Fetal Alcohol Spectrum Disorders

Ethanol is a teratogen that disrupts normal development and results in a spectrum of physical, behavioral and neuronal impairments. Certain brain areas have been found to be more vulnerable to prenatal ethanol exposure (PNEE), once of which is the primary structure of interest in the Christie laboratory – the hippocampus, a structure important for learning and memory. We actively collaborate with other laboratories internationally in order to better understand how PNEE affects brain health and function.

Modeling FASD

Due to the ethical issues, and confounding variable associated with studying FASD in the human population, the Christie laboratory uses an array of different techniques to model FASD, which we have described in detail in some of our latest review papers:


The Christie laboratory specializes in electrophysiology to examine how neural communication in the hippocampus is altered by PNEE. We use both in vitro (acute slice) and in vivo (whole animal) whole cell and field electrophysiology to study hippocampal synaptic plasticity. These data can also be correlated with an array behavioral studies including the Morris Water Maze and Barnes Maze and with immunohistochemical studies examining neuronal structure, neurogenesis and other markers of brain health.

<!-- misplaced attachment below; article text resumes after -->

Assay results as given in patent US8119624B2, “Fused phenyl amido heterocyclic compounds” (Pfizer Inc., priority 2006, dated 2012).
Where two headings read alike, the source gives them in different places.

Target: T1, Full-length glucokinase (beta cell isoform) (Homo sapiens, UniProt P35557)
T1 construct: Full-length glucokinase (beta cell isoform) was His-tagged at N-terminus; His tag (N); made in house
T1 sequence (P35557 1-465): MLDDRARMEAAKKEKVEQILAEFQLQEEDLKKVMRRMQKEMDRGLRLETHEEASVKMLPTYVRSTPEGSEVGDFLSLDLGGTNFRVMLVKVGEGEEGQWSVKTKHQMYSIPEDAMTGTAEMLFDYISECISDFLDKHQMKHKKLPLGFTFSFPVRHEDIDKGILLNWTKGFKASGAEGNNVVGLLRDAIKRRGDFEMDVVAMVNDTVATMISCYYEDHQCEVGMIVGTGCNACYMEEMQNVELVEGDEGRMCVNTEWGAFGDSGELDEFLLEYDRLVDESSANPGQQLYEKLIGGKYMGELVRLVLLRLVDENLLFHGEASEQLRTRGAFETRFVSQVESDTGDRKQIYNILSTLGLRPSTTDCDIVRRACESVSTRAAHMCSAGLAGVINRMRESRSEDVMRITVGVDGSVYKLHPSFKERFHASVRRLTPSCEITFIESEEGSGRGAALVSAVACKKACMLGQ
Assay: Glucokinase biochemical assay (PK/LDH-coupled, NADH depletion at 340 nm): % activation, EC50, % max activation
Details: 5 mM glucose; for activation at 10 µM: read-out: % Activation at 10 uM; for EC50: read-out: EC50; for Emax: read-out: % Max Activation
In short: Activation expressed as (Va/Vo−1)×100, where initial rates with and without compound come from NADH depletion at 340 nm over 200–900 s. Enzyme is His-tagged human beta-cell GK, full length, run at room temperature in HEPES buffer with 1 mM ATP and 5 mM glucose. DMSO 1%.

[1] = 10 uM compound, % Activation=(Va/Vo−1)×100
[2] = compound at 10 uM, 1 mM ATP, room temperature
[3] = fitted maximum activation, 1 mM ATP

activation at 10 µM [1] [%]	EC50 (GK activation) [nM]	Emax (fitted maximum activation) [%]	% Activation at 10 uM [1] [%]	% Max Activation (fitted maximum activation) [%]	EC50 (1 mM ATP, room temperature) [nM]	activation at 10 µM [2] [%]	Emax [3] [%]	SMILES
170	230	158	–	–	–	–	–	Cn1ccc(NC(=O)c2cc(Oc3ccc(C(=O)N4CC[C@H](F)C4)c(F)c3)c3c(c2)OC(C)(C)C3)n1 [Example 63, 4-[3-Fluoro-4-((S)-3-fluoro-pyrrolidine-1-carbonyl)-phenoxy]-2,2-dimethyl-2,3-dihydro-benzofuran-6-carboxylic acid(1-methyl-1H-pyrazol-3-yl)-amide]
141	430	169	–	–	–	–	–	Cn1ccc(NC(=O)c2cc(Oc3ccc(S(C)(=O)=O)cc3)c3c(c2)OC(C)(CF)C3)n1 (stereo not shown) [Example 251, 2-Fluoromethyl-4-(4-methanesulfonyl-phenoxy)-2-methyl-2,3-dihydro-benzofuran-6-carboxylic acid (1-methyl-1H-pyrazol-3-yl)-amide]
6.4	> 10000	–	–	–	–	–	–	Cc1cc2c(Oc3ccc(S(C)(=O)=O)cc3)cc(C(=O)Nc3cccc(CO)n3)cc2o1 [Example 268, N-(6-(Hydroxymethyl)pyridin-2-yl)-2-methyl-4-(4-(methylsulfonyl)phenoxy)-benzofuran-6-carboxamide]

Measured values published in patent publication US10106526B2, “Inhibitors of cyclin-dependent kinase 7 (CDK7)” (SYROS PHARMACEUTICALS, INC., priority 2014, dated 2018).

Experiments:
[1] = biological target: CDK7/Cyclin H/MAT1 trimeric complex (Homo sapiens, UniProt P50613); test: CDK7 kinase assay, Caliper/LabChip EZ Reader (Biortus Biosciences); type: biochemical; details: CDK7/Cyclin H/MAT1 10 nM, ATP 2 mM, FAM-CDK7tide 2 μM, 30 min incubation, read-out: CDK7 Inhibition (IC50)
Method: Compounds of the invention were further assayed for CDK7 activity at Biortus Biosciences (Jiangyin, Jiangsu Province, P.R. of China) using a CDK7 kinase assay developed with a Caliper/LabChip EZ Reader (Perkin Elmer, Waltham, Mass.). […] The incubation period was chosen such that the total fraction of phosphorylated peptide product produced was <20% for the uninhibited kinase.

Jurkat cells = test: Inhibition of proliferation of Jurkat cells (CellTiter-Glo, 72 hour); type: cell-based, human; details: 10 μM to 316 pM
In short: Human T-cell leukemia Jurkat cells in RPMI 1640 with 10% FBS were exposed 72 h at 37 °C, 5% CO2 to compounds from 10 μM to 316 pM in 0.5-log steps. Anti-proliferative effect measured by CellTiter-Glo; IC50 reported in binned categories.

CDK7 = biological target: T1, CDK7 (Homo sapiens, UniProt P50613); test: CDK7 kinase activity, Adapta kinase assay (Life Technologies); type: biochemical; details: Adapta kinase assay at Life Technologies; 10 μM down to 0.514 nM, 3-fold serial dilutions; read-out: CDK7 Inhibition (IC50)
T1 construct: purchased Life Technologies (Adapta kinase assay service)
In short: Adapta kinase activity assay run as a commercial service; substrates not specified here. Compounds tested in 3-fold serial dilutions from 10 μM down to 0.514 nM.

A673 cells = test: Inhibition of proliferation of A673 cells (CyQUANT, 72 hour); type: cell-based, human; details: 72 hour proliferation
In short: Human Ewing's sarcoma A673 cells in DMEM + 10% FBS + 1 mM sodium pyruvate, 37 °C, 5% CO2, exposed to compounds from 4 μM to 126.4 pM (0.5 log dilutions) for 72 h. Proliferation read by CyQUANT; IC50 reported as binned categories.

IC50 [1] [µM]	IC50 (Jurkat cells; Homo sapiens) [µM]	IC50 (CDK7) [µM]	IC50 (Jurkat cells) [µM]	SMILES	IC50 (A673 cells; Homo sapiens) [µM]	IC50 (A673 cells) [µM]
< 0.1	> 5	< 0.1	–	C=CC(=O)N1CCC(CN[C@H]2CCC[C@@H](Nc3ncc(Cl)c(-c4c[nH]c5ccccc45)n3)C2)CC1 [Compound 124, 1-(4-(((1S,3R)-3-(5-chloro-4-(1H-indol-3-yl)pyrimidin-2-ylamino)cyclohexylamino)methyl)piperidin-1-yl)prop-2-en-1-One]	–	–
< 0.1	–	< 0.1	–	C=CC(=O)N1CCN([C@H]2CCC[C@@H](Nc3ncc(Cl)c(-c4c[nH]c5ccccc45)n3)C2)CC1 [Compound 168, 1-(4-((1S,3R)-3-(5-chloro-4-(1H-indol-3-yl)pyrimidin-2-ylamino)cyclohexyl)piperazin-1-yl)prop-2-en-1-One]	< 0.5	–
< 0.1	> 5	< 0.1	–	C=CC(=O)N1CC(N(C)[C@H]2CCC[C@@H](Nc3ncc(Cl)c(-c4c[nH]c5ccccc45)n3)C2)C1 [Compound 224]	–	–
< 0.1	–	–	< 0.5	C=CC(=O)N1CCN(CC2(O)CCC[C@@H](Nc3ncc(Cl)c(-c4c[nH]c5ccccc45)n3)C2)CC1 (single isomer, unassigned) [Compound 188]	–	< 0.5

Want to learn more?  

Check out our latest publications to learn more about the work being done in the Christie laboratory related to FASD. You can also take a look at this handout for some facts and a brief overview of FASD.